Welcome to European Tribune. It's gone a bit quiet around here these days, but it's still going.

I don't even have a problem with assisting the Mujahedin resist the Soviet Invasion...

As nanne points out, the reality was different from what most Americans believe - that the Soviets invaded and the US then provided military aid to the noble rebels:

Brzezinski: ... But the reality, secretly guarded until now, is completely otherwise Indeed, it was July 3, 1979 that President Carter signed the first directive for secret aid to the opponents of the pro-Soviet regime in Kabul. And that very day, I wrote a note to the president in which I explained to him that in my opinion this aid was going to induce a Soviet military intervention.

Q: Despite this risk, you were an advocate of this covert action. But perhaps you yourself desired this Soviet entry into war and looked to provoke it?

B: It isn't quite that. We didn't push the Russians to intervene, but we knowingly increased the probability that they would.

Q: When the Soviets justified their intervention by asserting that they intended to fight against a secret involvement of the United States in Afghanistan, people didn't believe them. However, there was a basis of truth.


Cf.Robert Scheer:

The movie does not mention that the mujahedeen went to war against the Soviet-backed government then in power in Kabul after the government committed the unpardonable crime of allowing female students to attend rural schools. The film casually notes that Gen. Zia, the U.S. ally in this effort to bring "freedom" to Afghanistan, was, like so many of the movie's heroes, a hard case full of contradictions, as exemplified by his having murdered Pakistan's previous ruler, Zulfikar Ali Bhutto.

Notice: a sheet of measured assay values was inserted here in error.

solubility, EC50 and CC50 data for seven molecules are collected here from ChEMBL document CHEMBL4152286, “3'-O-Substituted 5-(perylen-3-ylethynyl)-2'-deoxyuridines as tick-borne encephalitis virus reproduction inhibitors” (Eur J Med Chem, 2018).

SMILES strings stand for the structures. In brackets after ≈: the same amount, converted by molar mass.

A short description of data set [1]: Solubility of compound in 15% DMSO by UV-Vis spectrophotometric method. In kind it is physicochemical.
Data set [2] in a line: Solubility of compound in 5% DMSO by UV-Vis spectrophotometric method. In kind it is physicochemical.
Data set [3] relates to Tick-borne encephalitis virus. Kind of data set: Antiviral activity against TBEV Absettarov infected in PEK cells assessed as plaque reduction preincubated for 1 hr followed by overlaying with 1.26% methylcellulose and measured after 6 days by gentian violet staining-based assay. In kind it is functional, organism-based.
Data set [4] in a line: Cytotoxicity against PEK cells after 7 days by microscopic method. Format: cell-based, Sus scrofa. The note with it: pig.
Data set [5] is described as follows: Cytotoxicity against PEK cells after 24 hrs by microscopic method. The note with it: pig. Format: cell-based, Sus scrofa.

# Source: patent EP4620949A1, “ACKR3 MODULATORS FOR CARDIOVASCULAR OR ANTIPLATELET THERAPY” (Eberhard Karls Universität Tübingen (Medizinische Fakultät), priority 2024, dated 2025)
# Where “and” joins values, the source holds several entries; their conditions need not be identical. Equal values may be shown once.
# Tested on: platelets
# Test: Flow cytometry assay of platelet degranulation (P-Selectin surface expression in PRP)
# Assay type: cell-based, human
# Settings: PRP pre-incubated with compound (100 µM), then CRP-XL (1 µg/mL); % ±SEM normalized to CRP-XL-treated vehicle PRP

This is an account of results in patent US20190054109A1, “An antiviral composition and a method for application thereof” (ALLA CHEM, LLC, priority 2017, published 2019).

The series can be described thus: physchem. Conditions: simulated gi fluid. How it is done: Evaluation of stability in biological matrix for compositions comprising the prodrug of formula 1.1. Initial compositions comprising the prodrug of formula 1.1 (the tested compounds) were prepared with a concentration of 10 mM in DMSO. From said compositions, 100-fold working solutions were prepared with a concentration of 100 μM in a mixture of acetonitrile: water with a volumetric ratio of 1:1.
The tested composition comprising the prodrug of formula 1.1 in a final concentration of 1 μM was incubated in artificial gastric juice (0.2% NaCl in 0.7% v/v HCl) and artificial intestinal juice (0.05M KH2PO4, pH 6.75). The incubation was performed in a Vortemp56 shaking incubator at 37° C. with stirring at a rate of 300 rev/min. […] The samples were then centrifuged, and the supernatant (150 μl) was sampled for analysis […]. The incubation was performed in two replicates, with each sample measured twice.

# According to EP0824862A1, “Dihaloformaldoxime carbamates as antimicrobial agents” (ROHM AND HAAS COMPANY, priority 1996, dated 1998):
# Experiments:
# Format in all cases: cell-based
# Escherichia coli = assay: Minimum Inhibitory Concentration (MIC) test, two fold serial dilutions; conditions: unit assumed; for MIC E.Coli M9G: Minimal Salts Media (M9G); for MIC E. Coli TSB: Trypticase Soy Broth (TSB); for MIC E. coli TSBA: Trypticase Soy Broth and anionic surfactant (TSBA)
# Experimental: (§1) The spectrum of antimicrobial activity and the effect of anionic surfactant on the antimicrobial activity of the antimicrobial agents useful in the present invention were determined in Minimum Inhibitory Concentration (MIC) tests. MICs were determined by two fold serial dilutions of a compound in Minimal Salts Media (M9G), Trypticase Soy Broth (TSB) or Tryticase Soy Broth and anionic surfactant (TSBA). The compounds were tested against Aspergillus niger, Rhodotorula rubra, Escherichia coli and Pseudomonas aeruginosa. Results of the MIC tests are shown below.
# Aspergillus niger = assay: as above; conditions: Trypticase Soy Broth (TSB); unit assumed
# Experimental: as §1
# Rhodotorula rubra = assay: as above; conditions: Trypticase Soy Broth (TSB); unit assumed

Bhutto was, of course, the father of Benazir Bhutto, killed last week in Pakistan. What is not noted is that not only Zia but every ruler of Pakistan since him, including Benazir Bhutto, supported increasingly virulent forms of Islamic fanaticism in Afghanistan, ending with the Taliban and the al-Qaida terrorists who attacked America on 9/11, and that all rulers of Pakistan enthusiastically amplified the successful effort initiated by Benazir's now mythically beloved father to build an Islamic nuclear bomb.

... his time, the subject of our nation-building fantasy does have weapons of mass destruction and, thanks to our previous military sales of advanced jets, the means to deliver them. This time the blowback price of our incessant meddling could prove quite high. Even Tom Hanks can't put a pretty face on that one.


As to reason for the film's evasion of the connection to "the 9/11 thing" - from the alternet link you included:

Melissa Roddy, a Los Angeles film-maker with inside information from the Charlie Wilson production team, notes that the film's happy ending came about because Tom Hanks, a co-producer as well as the leading actor, "just can't deal with this 9/11 thing."


One bit of accuracy in the film relates to your comment about Charlie's angels:

Crile recounts with relish Wilson's partying. There are many anecdotes of his overseas travels, first-class at taxpayers' expense, accompanied by former beauty queens who seem to pop up at events in conservative Islamic countries wearing skintight jumpsuits.

Maybe it's because I'm a Londoner - that I moved to Nice.
by Ted Welch (tedwelch-at-mac-dot-com) on Tue Jan 15th, 2008 at 09:23:51 AM EST
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